ISSN (Print) - 0012-9976 | ISSN (Online) - 2349-8846

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Science, Education, and Research in India

The state of science, education, and research in India is not satisfactory on either of two counts: the benefi ts that have accrued to society at large have not been commensurate with the scale of investments and comparisons with other countries can be very unfavourable.

One of the few scientists in modern India who was quite happy to wear his political beliefs on his sleeve was the mathematician and historian, D D Kosambi (see Ramaswamy 2012). Polymath and polyglot, Kosambi was a towering intellect and a lifelong iconoclast who was often at loggerheads with all sorts of establishments (including the Communist Party of India!). During his working life which was from 1930 to mid-1966 he held positions at the Banaras Hindu University, the Aligarh Muslim University, Fergusson College in Pune, the newly-founded Tata Institute of Fundamental Research in Mumbai, and finally an emeritus professorship at the Maharashtra Vidnyanvardhini in Pune. He thus had a view of various aspects of Indian academics from the inside, and this often resulted in an uneasy relationship with his colleagues at many of the institutions he worked in.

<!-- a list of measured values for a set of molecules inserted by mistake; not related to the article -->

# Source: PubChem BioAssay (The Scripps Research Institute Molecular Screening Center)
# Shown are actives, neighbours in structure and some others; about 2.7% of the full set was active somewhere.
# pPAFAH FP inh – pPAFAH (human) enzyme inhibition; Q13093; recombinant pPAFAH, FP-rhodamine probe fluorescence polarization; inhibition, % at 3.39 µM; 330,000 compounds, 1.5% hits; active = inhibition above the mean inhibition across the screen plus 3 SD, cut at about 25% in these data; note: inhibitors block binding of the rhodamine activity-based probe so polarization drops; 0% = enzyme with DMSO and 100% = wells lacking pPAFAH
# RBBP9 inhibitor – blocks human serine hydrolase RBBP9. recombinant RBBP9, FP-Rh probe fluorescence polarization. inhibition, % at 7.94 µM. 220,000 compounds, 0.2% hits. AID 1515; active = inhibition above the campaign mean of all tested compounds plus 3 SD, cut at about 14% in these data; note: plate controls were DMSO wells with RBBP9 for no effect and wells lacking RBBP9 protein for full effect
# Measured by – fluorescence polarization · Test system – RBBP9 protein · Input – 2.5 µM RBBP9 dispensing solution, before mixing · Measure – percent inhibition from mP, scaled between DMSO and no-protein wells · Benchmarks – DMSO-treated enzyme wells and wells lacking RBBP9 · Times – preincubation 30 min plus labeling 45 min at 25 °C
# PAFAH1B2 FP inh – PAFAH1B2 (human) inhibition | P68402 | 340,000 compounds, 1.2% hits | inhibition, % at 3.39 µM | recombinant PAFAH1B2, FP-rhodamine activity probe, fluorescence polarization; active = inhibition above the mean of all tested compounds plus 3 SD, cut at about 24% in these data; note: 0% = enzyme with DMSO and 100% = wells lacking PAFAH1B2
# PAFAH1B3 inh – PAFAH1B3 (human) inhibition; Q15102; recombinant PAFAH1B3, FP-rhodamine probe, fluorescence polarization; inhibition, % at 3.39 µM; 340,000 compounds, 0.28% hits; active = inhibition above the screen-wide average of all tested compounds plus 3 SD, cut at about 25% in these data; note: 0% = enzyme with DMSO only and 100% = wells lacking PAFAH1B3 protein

Among his unpublished essays is one that is titled “A Chapter in the History of Indian Science” which is a fairly strongly-worded critique of the Indian scientific establishment (Kosambi unpublished). Although not dated, it was probably written in the late 1950s , and it begins:

Development of philosophy, mysticism, or linguistics could easily have been expected in India, seeing the history and structure of the country. Nevertheless, in the rapid changes that mark both the intellectual and the economic progress of India, it will be seen that these subjects are very poorly developed and often studied abroad by the Indians themselves. Even the remarkable political philosophy and method of ahimsa (non-violence) may be traced back from Mahatma Gandhi to Tolstoy and to Silvio Pellico’s Le mieprigioni. On the other hand, Indian scientists have already made substantial contributions to the world’s culture. The science is not specifically Indian except in its exponents. In the study of its developments it may be seen that at least two factors have each acted first as a stimulant and then with a growth of quantity as hindrances. The first of these is the foreign type and language [English] of instruction, the second is the change from an economy of colonial exploitation to one dominated by a new indigenous bourgeoisie. For the illustration of these two trends it is necessary to give examples which do not always make pleasant reading.

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